"It would be interesting to watch the news back and see what she's wearing. I dare say her hair's permed!"
Always "a good listener", O'Hanlon studied radio at a course offered jointly by Swinburne University and the Australian Film, Television and Radio School.
Her fierce ambition saw her swap the comforts of suburban Melbourne for the rugged, dry landscape of Alice Springs. She was employed by SUNFM as the Drive announcer, but her days were also filled with writing radio advertisements, and writing and reading the news.
"At that time it was all about multi-skilled staff," she said.
From central Australia she moved back to Victoria to a role closer to home on radio in Shepparton. Not content to sit behind a desk and read the news, she tried hard to have an influence on the music being played on the station.
"I would pester my program director in Shepparton and run in with people like Matchbox 20 and Savage Garden and say 'come on! You've got to give these guys a go! They're going to be huge!'" she laughed.
"So I can totally claim Savage Garden!
"And he was like 'would you just get out of my office?'"
A move to Darwin saw O'Hanlon finally score her "dream job" as a music director.
"My job was going through what had been released that week and making a decision on what should be played on the radio station," she said.
"It was a bit old school so I had to brush up on some '60s music! I'd call home and say 'mum, dad, do you remember this song?'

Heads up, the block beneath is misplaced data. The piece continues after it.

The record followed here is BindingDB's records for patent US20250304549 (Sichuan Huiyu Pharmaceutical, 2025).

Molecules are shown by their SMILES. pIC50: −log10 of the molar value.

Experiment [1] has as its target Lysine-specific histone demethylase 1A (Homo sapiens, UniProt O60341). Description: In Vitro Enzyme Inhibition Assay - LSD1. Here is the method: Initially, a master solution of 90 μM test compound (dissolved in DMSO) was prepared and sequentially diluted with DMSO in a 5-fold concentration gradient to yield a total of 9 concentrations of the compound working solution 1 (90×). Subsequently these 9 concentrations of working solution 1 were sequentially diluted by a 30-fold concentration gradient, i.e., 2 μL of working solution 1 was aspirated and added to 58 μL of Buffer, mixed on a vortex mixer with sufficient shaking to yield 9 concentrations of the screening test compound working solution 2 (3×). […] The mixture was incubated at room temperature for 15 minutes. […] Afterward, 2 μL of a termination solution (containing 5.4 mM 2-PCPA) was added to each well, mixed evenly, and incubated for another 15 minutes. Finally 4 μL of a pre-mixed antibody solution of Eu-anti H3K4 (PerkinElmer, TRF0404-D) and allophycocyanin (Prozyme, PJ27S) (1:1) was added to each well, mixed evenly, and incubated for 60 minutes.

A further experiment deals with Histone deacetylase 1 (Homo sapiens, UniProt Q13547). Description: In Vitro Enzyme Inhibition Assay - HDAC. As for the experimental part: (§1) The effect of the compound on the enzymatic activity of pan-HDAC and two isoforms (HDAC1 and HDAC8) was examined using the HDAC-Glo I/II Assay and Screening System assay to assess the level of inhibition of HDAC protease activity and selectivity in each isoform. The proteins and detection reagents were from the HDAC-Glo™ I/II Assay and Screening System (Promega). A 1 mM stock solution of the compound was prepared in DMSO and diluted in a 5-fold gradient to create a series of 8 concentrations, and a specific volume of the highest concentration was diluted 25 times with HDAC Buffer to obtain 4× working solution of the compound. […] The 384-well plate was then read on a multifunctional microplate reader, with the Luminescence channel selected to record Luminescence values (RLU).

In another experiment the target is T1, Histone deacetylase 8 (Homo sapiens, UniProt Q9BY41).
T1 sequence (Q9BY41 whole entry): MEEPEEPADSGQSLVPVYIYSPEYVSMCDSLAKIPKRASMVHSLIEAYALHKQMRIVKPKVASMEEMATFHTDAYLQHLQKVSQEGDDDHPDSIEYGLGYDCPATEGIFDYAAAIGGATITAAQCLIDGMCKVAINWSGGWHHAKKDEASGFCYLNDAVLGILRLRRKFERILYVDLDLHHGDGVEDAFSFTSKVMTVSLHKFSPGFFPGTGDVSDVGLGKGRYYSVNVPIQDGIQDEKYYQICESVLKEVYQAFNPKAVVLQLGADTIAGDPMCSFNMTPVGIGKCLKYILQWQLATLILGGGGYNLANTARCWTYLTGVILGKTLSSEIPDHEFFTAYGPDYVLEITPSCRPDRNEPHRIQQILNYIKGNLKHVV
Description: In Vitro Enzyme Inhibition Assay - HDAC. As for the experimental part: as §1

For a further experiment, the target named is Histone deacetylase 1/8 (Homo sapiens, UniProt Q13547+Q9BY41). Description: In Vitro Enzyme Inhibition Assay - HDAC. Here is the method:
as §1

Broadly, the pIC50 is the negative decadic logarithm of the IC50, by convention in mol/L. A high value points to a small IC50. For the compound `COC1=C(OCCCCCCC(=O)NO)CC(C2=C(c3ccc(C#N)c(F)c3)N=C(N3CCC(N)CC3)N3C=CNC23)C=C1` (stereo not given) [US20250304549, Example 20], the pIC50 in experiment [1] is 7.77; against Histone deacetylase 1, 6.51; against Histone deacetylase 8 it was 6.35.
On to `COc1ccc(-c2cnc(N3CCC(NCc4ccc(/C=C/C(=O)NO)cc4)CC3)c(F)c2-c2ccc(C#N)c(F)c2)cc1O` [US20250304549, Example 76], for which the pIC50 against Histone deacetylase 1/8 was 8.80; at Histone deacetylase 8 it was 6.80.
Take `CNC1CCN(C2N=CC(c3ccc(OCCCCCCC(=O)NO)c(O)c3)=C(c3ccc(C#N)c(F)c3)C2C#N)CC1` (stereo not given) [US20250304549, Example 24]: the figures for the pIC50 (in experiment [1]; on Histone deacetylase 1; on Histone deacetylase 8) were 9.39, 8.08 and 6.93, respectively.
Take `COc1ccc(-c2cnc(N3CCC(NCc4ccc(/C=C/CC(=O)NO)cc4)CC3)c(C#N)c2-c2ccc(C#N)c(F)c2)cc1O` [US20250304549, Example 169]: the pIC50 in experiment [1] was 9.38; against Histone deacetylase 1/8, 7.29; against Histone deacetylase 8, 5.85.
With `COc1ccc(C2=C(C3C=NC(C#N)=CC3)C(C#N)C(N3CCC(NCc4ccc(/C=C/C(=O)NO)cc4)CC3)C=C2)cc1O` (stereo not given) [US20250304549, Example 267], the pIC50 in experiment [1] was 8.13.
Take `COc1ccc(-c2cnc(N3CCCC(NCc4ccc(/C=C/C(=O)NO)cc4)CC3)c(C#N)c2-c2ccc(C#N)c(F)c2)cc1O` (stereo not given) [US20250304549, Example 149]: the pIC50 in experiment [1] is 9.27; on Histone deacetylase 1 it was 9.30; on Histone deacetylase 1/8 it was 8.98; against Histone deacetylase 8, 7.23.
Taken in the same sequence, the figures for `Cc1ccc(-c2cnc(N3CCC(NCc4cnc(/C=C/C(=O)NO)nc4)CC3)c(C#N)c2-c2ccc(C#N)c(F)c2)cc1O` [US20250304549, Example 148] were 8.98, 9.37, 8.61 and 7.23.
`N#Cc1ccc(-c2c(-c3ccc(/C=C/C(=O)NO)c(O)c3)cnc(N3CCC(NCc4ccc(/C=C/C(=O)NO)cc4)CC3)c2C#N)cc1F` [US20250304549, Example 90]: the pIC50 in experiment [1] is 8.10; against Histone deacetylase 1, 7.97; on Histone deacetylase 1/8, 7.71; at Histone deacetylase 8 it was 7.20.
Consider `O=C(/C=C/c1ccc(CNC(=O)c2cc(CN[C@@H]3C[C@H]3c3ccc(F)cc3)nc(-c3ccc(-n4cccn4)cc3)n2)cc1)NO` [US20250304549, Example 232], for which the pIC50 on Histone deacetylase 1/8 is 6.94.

"It was very adult contemporary - I can't say I really loved the music."
From Darwin she moved back to Melbourne to a variety of radio and television roles - including being one of the first journalists to go up in a chopper live on television for the Australian Traffic Network, and listening to Melbourne's late-night confessions as the host of Mix 101.1's Melbourne After Dark.
O'Hanlon scored her most recent role as the ABC's morning weather presenter in 2008. She said resigning from the national broadcaster and announcing her move to Nine was like "breaking up the family".
"They were really happy for me but it was also sad - our little family was breaking up," she said.
"We'd all been together from the start - although Michael [Rowland] had come in two years later.
"It was sad. There were a lot of tears. It was a month of tears."
The media landscape - and the television landscape specifically - has changed significantly since O'Hanlon started out as a journalist in 1995. But despite the fact YouTube and Facebook have become the norm for consuming video content, O'Hanlon believes television still has a role to play for Australians.
"I think [television's] still very strong, especially out in the regional areas because people are so reliant on getting their news and finding out what's happening around them," she said.
"From my experience in the regions, locals can't get enough local news."
Throughout more than two decades of reporting, O'Hanlon said it's her love of human interest stories that's kept her successful.
"I love listening to people - where they're from, how they got to where they're at," she said.
"I love covering things that are affecting people's lives - and to tell stories about people."
While she'll be busy at Nine's Sydney studios in Willoughby through the week, O'Hanlon said she plans to head south on the Hume on weekends as frequently as possible, bringing her partner and Japanese shih tzu Yuki with her.
"I love travelling internationally but lately I've been doing a lot more travel at home," she said.
"I'm loving the road trips, and I've been up and back to Canberra quite a bit, which has been fantastic.
"I'm looking forward to Floriade. I love it - it's beautiful. I love the way that they creatively make something out of flowers."